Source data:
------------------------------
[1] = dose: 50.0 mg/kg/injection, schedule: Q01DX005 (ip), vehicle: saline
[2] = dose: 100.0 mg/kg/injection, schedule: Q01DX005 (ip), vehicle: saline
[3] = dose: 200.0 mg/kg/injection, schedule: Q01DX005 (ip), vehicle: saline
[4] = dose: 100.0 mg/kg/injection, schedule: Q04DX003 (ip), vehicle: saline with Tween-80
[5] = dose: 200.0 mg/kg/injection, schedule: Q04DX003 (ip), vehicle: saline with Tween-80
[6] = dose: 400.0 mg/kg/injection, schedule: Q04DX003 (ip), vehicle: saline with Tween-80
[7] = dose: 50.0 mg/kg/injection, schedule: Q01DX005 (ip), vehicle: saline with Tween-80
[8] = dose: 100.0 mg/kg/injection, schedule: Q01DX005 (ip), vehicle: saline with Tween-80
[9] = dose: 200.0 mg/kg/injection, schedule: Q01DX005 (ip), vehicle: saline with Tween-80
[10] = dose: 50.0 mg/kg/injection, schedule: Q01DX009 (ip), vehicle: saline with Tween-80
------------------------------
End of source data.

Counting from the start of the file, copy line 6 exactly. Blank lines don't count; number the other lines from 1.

[6] = dose: 400.0 mg/kg/injection, schedule: Q04DX003 (ip), vehicle: saline with Tween-80